miun.sePublications
Change search
CiteExportLink to record
Permanent link

Direct link
Cite
Citation style
  • apa
  • harvard1
  • ieee
  • modern-language-association-8th-edition
  • vancouver
  • Other style
More styles
Language
  • de-DE
  • en-GB
  • en-US
  • fi-FI
  • nn-NO
  • nn-NB
  • sv-SE
  • Other locale
More languages
Output format
  • html
  • text
  • asciidoc
  • rtf
Do plants drive podzolization via rock-eating mycorrizhal fungi?
Mid Sweden University, Faculty of Science, Technology and Media, Department of Natural Sciences.
2000 (English)In: Geoderma, ISSN 0016-7061, E-ISSN 1872-6259, Vol. 94, no 2-4, 163-171 p.Article in journal (Refereed) Published
Abstract [en]

Weathering and supply of nutrients derived from minerals to plants is known to be stimulated by plant symbiotic mycorrhizal fungi. Nutrients are generally thought to pass the bulk soil solution before plant uptake. Jongmans et al. [Jongmans, A.G., van Breemen, N., Lundstrom, U.S., van Hees, P.A.W., Finlay, R.D., Srinivasan M., Unestam, T., Giesler, R., Melkerud, P.-A., Olsson, M., 1997. Rock-eating fungi. Nature, 389, 682-683] showed that (ectomycorrhizal) fungi drill innumerable narrow cylindrical pores (diameter 3-10 μm) into weatherable minerals in podzol E horizons. The fungi probably form micropores by exuding strongly complexing low-molecular weight organic acids at their hyphal tips, causing highly local dissolution of Al silicates. Micropores occurred in all thin sections of podzols under Pinus sylvestris and Picea abies available from Sweden (3), Finland (2), Switzerland (2), Denmark (2) and the Netherlands (3), but not in the few available thin sections of non-podzolic soils under broadleaves. Many weatherable minerals in the podzol E horizon appeared to be perforated, as opposed to few if any in the abruptly underlying B horizon, suggesting a link to podzolization. High concentrations of Al and Si in organic surface horizons under boreal and temperate conifers can be explained by transfer by hypha of weathering products from the minerals to mycorrhizal roots in the O horizon, followed by release of weathering products that are not taken up by the plants. Rock-eating ectomycorrhizal fungi suggest a more direct role for plants in podzolization than hitherto realized, providing tight coupling between podzolization and mineral weathering. Preliminary observations, however, indicate that mycorrhizal fungi do not play a role in podzolization under Kauri (Agathis australis) in New Zealand. (C) 2000 Elsevier Science B.V.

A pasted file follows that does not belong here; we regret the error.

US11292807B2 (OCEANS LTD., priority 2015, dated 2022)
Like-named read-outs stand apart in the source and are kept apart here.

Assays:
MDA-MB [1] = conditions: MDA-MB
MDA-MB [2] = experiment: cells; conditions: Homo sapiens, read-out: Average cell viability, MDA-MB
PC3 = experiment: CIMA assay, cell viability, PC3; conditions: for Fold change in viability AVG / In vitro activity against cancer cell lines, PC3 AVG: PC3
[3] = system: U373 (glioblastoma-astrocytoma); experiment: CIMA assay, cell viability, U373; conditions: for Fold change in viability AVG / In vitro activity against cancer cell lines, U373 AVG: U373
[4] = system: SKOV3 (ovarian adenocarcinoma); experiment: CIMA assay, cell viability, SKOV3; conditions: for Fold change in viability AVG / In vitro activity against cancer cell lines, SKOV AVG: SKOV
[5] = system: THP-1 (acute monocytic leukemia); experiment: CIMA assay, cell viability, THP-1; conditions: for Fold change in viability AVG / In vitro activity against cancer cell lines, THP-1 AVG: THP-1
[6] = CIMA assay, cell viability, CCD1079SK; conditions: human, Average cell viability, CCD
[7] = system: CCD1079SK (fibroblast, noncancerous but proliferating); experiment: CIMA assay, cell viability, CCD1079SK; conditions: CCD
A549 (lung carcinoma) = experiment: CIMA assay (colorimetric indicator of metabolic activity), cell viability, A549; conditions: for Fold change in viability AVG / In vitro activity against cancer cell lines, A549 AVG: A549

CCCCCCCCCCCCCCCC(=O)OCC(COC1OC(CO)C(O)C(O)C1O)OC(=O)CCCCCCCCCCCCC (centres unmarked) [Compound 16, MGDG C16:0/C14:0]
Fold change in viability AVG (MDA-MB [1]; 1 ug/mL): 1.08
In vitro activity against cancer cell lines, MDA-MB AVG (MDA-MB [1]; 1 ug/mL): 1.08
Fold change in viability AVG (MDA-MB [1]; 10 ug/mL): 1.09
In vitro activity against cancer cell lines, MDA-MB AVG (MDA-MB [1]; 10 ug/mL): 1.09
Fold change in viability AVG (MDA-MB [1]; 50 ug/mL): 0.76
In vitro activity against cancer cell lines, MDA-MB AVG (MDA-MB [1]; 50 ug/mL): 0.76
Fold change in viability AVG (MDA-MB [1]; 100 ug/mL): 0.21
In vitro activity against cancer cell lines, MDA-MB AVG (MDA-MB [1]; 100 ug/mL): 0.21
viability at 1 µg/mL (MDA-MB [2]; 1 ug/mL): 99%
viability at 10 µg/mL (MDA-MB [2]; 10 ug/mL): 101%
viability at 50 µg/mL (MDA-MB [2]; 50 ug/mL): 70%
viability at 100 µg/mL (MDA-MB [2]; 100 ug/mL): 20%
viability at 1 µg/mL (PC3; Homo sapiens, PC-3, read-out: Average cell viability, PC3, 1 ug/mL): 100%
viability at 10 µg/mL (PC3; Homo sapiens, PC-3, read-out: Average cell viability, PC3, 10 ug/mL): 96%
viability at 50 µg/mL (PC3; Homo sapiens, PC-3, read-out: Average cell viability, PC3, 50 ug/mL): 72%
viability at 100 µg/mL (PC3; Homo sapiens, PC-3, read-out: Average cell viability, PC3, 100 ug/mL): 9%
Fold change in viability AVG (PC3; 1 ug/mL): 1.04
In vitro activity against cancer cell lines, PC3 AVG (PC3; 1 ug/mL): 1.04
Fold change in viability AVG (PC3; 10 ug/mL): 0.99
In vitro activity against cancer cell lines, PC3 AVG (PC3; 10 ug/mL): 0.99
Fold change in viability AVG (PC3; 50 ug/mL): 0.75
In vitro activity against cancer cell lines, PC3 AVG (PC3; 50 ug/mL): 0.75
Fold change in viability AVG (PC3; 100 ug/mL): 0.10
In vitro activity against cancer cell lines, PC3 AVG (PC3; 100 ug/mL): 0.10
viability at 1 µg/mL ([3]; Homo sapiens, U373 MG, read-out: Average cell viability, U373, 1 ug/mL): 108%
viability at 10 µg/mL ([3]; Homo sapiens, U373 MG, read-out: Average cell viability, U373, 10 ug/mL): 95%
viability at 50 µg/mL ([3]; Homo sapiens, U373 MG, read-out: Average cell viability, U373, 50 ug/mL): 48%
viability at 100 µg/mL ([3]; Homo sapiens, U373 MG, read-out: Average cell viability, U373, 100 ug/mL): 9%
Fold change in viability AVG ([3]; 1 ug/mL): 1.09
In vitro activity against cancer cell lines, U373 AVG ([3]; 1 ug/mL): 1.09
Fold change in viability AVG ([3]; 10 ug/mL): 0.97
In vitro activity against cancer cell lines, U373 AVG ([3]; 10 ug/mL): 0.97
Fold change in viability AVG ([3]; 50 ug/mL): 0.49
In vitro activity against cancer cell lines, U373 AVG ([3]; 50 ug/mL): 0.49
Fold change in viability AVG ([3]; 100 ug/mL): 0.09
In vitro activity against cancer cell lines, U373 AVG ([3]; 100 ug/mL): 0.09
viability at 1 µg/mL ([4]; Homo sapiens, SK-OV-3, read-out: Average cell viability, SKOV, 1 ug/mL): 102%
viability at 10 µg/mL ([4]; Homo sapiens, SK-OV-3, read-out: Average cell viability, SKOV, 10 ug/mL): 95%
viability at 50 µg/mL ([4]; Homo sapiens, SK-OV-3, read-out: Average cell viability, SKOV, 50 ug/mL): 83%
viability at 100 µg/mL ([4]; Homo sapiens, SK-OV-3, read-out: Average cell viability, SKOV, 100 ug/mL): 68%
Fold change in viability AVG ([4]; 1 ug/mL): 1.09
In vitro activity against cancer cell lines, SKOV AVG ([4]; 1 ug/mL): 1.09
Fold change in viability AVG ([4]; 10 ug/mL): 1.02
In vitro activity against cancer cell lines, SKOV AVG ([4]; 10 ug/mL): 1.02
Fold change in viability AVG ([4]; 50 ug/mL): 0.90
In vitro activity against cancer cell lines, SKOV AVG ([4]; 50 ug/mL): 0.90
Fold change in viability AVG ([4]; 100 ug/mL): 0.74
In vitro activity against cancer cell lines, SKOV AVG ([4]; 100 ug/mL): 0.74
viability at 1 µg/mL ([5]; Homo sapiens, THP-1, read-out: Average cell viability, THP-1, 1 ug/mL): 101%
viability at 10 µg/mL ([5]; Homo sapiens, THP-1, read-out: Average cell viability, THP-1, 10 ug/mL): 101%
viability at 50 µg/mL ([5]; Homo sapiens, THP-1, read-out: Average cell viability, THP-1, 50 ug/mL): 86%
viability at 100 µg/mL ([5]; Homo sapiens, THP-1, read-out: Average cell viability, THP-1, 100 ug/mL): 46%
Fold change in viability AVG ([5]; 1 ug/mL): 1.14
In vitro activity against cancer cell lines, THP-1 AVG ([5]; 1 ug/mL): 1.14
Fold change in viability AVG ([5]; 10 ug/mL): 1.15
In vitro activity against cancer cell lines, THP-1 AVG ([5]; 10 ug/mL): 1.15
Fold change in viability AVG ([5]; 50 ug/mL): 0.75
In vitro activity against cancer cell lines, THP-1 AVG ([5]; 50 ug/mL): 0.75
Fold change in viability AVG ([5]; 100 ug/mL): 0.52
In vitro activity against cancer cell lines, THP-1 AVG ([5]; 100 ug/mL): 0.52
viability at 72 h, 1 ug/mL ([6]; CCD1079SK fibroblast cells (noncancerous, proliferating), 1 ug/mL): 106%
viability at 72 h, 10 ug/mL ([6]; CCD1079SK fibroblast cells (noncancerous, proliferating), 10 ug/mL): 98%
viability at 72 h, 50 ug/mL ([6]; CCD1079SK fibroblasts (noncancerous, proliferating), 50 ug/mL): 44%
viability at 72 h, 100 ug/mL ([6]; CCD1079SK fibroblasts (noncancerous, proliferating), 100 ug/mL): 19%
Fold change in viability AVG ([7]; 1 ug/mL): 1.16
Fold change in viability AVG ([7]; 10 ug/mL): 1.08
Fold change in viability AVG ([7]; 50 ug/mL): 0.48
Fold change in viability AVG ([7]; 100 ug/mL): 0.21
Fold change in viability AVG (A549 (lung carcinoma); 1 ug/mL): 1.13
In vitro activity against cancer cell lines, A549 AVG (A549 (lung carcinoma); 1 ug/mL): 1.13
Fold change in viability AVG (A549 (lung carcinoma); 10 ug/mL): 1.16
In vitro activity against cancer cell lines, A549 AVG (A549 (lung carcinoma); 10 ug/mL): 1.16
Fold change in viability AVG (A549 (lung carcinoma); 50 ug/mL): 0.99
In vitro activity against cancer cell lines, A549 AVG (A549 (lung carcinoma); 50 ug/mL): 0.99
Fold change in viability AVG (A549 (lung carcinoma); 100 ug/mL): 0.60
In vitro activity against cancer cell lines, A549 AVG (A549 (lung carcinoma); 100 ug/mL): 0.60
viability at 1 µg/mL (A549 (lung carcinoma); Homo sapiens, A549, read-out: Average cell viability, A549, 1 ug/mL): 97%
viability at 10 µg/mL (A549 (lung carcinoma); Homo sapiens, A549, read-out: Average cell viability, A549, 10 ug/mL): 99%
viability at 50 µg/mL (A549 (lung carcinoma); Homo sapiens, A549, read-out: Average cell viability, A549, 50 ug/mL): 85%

Place, publisher, year, edition, pages
2000. Vol. 94, no 2-4, 163-171 p.
Keyword [en]
mycorrhiza, Ectomycorrhizal fungi, Forest soil, Kauri, Norway spruce, Podzol, Scots pine, Spodosol, Weathering
National Category
Chemical Sciences
Identifiers
URN: urn:nbn:se:miun:diva-2384DOI: 10.1016/S0016-7061(99)00050-6ISI: 000085352500006Scopus ID: 2-s2.0-0033965604Local ID: 2041OAI: oai:DiVA.org:miun-2384DiVA: diva2:27416
Available from: 2008-09-30 Created: 2008-09-30 Last updated: 2016-10-10Bibliographically approved

Open Access in DiVA

No full text

Other links

Publisher's full textScopus

Search in DiVA

By author/editor
Lundström, Ulla
By organisation
Department of Natural Sciences
In the same journal
Geoderma
Chemical Sciences

Search outside of DiVA

GoogleGoogle Scholar

Altmetric score

Total: 62 hits
CiteExportLink to record
Permanent link

Direct link
Cite
Citation style
  • apa
  • harvard1
  • ieee
  • modern-language-association-8th-edition
  • vancouver
  • Other style
More styles
Language
  • de-DE
  • en-GB
  • en-US
  • fi-FI
  • nn-NO
  • nn-NB
  • sv-SE
  • Other locale
More languages
Output format
  • html
  • text
  • asciidoc
  • rtf